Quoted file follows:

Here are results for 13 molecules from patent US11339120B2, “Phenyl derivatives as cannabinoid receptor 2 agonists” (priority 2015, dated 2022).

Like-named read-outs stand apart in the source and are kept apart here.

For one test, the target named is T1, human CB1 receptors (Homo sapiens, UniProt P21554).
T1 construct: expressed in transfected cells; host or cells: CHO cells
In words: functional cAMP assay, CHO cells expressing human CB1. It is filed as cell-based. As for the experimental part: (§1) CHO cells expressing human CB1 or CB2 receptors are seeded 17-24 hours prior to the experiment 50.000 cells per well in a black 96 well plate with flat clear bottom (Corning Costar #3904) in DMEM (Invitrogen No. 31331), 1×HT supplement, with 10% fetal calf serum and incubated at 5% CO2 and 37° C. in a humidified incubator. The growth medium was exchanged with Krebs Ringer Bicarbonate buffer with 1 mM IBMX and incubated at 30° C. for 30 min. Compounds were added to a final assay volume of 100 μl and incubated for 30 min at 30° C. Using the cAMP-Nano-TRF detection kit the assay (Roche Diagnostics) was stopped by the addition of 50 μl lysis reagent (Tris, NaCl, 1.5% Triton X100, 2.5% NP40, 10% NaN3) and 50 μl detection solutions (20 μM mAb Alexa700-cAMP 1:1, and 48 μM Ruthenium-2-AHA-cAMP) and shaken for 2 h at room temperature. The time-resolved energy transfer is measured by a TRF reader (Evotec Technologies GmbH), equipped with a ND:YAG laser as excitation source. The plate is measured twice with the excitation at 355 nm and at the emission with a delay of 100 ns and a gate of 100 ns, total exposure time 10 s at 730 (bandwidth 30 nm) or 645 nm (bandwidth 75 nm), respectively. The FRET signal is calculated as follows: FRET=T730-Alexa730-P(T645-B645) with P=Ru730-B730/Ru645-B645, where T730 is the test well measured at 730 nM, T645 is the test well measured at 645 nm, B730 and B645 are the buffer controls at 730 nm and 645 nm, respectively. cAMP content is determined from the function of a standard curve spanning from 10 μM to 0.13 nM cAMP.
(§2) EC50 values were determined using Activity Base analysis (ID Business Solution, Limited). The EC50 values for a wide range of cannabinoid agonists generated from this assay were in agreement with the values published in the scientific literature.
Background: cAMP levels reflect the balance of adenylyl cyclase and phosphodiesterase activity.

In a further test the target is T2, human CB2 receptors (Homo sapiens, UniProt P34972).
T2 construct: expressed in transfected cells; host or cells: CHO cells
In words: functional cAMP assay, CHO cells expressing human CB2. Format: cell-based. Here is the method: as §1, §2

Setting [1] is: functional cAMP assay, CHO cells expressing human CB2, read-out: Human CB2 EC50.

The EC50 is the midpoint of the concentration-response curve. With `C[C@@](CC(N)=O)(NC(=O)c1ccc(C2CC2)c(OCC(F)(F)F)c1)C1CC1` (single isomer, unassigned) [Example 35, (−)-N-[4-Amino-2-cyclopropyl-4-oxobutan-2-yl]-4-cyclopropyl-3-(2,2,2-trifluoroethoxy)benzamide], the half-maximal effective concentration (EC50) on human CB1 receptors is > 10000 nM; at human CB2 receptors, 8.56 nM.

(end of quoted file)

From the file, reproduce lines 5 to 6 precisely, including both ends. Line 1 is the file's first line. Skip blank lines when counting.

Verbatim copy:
In words: functional cAMP assay, CHO cells expressing human CB1. It is filed as cell-based. As for the experimental part: (§1) CHO cells expressing human CB1 or CB2 receptors are seeded 17-24 hours prior to the experiment 50.000 cells per well in a black 96 well plate with flat clear bottom (Corning Costar #3904) in DMEM (Invitrogen No. 31331), 1×HT supplement, with 10% fetal calf serum and incubated at 5% CO2 and 37° C. in a humidified incubator. The growth medium was exchanged with Krebs Ringer Bicarbonate buffer with 1 mM IBMX and incubated at 30° C. for 30 min. Compounds were added to a final assay volume of 100 μl and incubated for 30 min at 30° C. Using the cAMP-Nano-TRF detection kit the assay (Roche Diagnostics) was stopped by the addition of 50 μl lysis reagent (Tris, NaCl, 1.5% Triton X100, 2.5% NP40, 10% NaN3) and 50 μl detection solutions (20 μM mAb Alexa700-cAMP 1:1, and 48 μM Ruthenium-2-AHA-cAMP) and shaken for 2 h at room temperature. The time-resolved energy transfer is measured by a TRF reader (Evotec Technologies GmbH), equipped with a ND:YAG laser as excitation source. The plate is measured twice with the excitation at 355 nm and at the emission with a delay of 100 ns and a gate of 100 ns, total exposure time 10 s at 730 (bandwidth 30 nm) or 645 nm (bandwidth 75 nm), respectively. The FRET signal is calculated as follows: FRET=T730-Alexa730-P(T645-B645) with P=Ru730-B730/Ru645-B645, where T730 is the test well measured at 730 nM, T645 is the test well measured at 645 nm, B730 and B645 are the buffer controls at 730 nm and 645 nm, respectively. cAMP content is determined from the function of a standard curve spanning from 10 μM to 0.13 nM cAMP.
(§2) EC50 values were determined using Activity Base analysis (ID Business Solution, Limited). The EC50 values for a wide range of cannabinoid agonists generated from this assay were in agreement with the values published in the scientific literature.